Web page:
Foot wounds in diabetic patients are caused by multiple factors including neuropathy, lower limb arteriopathy, increased susceptibility of diabetic patients to infections, etc. (Figure 14). This type of wound can become chronic for three main reasons: sustained pressure, superinfection of the wound and underlying ischaemia, resulting in delayed healing or even worsening of the wound.They may also be further complicated by osteoarticular infection with the risk of amputation. It is essential to explain to patients the risks involved in the management of such wounds as they are not always painful and the patient may not be aware of the seriousness of the situation.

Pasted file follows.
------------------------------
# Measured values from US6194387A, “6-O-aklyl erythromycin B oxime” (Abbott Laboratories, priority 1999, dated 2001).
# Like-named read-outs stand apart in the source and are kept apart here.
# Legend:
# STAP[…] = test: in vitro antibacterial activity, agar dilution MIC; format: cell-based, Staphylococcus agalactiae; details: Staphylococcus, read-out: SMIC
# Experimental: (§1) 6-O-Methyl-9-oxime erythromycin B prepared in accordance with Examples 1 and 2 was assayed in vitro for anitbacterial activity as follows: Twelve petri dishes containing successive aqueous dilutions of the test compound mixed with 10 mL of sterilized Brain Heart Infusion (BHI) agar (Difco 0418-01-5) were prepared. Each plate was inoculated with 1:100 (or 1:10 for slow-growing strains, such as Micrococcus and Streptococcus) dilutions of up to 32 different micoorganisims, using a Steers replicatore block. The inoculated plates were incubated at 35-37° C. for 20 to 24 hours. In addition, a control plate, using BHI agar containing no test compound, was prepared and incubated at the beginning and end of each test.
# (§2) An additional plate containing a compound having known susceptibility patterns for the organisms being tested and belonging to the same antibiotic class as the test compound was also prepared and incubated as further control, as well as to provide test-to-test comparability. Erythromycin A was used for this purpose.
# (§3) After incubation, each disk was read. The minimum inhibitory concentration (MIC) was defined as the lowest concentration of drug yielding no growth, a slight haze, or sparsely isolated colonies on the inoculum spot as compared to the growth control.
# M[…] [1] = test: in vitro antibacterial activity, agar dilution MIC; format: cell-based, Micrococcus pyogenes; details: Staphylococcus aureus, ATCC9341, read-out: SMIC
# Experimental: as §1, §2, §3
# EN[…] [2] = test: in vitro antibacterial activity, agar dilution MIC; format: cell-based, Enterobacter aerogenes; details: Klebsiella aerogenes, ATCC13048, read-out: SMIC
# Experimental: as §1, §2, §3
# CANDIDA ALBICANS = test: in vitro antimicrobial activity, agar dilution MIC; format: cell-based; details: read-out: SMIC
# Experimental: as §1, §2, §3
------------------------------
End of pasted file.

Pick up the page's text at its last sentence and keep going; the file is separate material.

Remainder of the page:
Figure 14. Heel wound in a diabetic patient.
Thekey element of the care is the offloading of pressure from the wound. It must also be complete and permanent, making compliance often difficult, especially as healing is often lengthy. Several offloading techniques are available such as offloading shoes (Figure 15), removable plaster cast boots, etc.
In addition, new wound-healing booster dressings are now available and have been shown to be effective in neuro-ischaemic foot wounds in diabetic patients .
Figure 15. Offloading shoe for a forefoot woundin a diabetic patient.
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